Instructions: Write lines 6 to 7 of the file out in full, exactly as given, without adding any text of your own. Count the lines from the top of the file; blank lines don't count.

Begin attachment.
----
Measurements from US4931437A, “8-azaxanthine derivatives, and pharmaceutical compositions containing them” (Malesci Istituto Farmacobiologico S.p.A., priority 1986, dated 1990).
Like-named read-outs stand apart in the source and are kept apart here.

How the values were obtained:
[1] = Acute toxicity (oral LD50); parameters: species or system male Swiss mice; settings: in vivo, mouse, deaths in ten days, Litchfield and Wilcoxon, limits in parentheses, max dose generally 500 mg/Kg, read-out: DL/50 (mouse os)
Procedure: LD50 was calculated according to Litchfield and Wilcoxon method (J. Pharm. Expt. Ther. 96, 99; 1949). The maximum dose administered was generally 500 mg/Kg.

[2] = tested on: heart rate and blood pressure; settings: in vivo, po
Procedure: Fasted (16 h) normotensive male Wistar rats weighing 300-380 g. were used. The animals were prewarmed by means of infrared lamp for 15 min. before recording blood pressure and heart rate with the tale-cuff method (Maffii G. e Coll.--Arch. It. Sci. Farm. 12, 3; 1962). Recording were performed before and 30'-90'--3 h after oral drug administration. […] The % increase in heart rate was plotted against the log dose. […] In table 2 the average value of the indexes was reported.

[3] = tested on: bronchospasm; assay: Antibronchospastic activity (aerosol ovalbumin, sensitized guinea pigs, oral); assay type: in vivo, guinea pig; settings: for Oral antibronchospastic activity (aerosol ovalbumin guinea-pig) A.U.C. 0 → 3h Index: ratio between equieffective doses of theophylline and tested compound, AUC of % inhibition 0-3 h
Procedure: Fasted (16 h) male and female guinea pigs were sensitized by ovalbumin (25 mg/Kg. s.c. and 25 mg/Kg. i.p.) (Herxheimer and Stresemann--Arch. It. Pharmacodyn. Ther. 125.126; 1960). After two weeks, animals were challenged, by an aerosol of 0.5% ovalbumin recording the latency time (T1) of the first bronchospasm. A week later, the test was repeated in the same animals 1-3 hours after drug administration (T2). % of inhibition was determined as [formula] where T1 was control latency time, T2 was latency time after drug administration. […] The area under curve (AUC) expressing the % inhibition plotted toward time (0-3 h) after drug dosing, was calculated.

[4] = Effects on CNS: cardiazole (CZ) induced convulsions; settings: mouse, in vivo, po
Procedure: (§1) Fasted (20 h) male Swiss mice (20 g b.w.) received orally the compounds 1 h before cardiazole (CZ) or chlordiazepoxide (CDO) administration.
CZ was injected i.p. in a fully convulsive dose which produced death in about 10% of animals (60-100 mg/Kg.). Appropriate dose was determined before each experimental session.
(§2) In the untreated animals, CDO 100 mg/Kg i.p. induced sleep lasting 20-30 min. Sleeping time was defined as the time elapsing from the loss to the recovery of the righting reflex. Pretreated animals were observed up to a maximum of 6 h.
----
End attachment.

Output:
[2] = tested on: heart rate and blood pressure; settings: in vivo, po
Procedure: Fasted (16 h) normotensive male Wistar rats weighing 300-380 g. were used. The animals were prewarmed by means of infrared lamp for 15 min. before recording blood pressure and heart rate with the tale-cuff method (Maffii G. e Coll.--Arch. It. Sci. Farm. 12, 3; 1962). Recording were performed before and 30'-90'--3 h after oral drug administration. […] The % increase in heart rate was plotted against the log dose. […] In table 2 the average value of the indexes was reported.